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A Health Information Management professional, I survived a life-threatening emergency with information that only a person of my professional experience would know. And I’m sharing it!

Tuesday, January 31, 2017

Hot Off the Keyboard!


4 Shvat, 5777

My self-help coaching and journalistic efforts focus on coping with setbacks. Here's a look at some of my recent writings (you may leave comments under each article at the e-counseling site): Dealing with Depression in Chat Rooms, Getting Relationship Advice on the Internet and Why Millions have Moved Over to Online Therapy.

Continuing the topic of facing setbacks and keeping life in perspective, here's another excerpt from The Formula for Joy book by Sheldon Rice, as promised:

"... A Formula for Joy is a given now. I no longer binge and starve, count calories or worry about vitamins and minerals. My only interest is to create balance in my food patterns and lifestyle, a habit I have adopted as second nature by now.

Mentally, I have undergone extensive improvement in my ability to concentrate, organize my thoughts, create order and recall facts. I can handle many problems simultaneously without confusion. Unexpected problems are met with comfort and composure.

The most dramatic emotional change was the improvement in my self-confidence. I procrastinate less in making decisions and don’t look back. I have become a better listener, more sympathetic and compassionate toward others. I experience joy and peace of mind that I had never known, a result of physical stability.

Most importantly, I developed a spiritual connection to God in reflecting on the accidents that I survived, the gift of macrobiotics, my wonderful family and restored health. All the amazing events in my life suddenly fit together as I reflected and understood their true meaning. I had developed faith in a universal order that enabled me to understand that everything is for the best. I forgive everyone in my life who had ever caused me pain and affirmed that those experiences were products of my own thoughts and actions. All is well in my world.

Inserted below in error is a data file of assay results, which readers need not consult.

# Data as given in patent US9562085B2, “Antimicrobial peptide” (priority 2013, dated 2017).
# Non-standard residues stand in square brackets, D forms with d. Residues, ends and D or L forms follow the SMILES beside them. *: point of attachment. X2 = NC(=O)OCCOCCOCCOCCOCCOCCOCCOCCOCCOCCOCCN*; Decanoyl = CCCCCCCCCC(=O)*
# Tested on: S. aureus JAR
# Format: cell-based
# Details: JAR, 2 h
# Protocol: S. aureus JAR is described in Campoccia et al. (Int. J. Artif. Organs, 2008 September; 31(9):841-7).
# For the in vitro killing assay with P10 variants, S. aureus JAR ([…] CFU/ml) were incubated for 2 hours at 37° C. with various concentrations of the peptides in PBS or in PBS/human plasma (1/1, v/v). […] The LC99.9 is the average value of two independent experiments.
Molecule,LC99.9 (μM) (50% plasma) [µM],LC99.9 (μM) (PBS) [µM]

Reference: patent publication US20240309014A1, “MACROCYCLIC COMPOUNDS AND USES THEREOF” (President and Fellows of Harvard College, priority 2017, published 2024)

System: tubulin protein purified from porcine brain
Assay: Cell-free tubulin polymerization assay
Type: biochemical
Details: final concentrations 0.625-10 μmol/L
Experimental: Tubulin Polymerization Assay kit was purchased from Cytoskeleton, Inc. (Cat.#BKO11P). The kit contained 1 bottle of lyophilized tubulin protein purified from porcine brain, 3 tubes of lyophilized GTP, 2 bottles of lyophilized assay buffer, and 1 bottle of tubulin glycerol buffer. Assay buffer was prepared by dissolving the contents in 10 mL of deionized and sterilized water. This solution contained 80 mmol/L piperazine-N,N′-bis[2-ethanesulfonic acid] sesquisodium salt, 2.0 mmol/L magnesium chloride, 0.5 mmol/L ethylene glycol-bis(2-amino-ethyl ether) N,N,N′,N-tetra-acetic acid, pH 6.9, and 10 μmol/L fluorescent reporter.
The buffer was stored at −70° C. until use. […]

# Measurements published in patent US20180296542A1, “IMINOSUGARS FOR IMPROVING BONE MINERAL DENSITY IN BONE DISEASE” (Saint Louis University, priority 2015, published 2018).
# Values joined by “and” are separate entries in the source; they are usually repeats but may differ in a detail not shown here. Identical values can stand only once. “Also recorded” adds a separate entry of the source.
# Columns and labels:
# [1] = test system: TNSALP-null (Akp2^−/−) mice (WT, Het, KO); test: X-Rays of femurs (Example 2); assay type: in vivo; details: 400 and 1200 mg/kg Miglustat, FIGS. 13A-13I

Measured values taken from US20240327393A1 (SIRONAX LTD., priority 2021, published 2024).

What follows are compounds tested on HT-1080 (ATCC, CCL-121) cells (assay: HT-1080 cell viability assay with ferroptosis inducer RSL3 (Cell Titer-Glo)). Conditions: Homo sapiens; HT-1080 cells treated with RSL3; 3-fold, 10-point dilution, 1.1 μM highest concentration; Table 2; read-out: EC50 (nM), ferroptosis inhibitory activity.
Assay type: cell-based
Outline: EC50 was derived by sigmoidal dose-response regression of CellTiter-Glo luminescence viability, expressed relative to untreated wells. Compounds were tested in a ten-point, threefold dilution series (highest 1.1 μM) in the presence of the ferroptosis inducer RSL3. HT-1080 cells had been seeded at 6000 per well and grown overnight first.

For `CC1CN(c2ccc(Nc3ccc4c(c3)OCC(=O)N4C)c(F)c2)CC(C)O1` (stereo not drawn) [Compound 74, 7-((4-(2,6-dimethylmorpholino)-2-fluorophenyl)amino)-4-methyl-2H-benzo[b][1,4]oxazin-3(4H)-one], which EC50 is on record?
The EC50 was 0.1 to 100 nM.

Penniless at Disney World–Almost 

When we moved to the US in 1980 we wanted to compensate the disruption in our kids’ lives with a visit to Disney World in Florida. It took a leap of faith to fulfill this promise as I hadn’t yet found a job, and we expected the trip to be quite expensive. Lacking a credit record or a job, we had to rely entirely on cash for all our expenses. After we bought twoday family passes to Disney World I gave our money to Dalia for safe keeping.

The heat was oppressive with high humidity that left us limp and gasping for air from the moment we stepped out of the car. The kids were cranky a good part of the time and our patience quickly wore thin. When Dalia reached for her purse that evening we stared at each other in wide eyed shock when she discovered her wallet was missing with all our cash. We were dumbfounded. The wallet had evidently slipped out of her open purse when she went to the ladies room and placed her handbag on the floor of the toilet stall.

I insisted that we go back and enjoy ourselves the next day since we still had our two-day passes. At the park entrance Dalia called the lost and found. Incredibly, the wallet was there! Inside was a note which read, “I have your money. Please call to identify yourself.” Miraculously, a lovely Puerto Rican family had found the wallet and subsequently returned every dollar to us. Their honesty allowed us to complete our holiday and my faith in humanity was restored.

Mugged in Queens